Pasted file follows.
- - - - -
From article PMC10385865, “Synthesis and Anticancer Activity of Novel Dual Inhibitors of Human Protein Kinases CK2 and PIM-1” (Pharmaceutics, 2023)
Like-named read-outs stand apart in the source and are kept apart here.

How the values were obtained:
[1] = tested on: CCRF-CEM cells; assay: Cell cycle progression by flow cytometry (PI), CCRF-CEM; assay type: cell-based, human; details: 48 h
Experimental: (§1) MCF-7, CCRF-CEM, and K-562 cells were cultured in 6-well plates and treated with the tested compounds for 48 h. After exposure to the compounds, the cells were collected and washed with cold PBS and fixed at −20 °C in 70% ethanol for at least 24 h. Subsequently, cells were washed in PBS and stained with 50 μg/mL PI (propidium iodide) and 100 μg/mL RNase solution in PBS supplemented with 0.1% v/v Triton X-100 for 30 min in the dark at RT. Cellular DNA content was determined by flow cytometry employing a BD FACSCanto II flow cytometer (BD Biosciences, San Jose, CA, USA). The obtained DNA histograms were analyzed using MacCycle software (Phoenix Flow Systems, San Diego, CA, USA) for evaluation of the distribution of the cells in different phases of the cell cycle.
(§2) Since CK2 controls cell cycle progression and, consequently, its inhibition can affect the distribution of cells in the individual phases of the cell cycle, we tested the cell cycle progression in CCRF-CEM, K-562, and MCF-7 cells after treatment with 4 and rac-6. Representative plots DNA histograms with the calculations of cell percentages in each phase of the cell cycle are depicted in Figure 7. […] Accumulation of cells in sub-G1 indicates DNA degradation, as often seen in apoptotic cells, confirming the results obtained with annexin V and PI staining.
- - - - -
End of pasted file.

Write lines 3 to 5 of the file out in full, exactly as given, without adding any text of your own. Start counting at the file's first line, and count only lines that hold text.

How the values were obtained:
[1] = tested on: CCRF-CEM cells; assay: Cell cycle progression by flow cytometry (PI), CCRF-CEM; assay type: cell-based, human; details: 48 h
Experimental: (§1) MCF-7, CCRF-CEM, and K-562 cells were cultured in 6-well plates and treated with the tested compounds for 48 h. After exposure to the compounds, the cells were collected and washed with cold PBS and fixed at −20 °C in 70% ethanol for at least 24 h. Subsequently, cells were washed in PBS and stained with 50 μg/mL PI (propidium iodide) and 100 μg/mL RNase solution in PBS supplemented with 0.1% v/v Triton X-100 for 30 min in the dark at RT. Cellular DNA content was determined by flow cytometry employing a BD FACSCanto II flow cytometer (BD Biosciences, San Jose, CA, USA). The obtained DNA histograms were analyzed using MacCycle software (Phoenix Flow Systems, San Diego, CA, USA) for evaluation of the distribution of the cells in different phases of the cell cycle.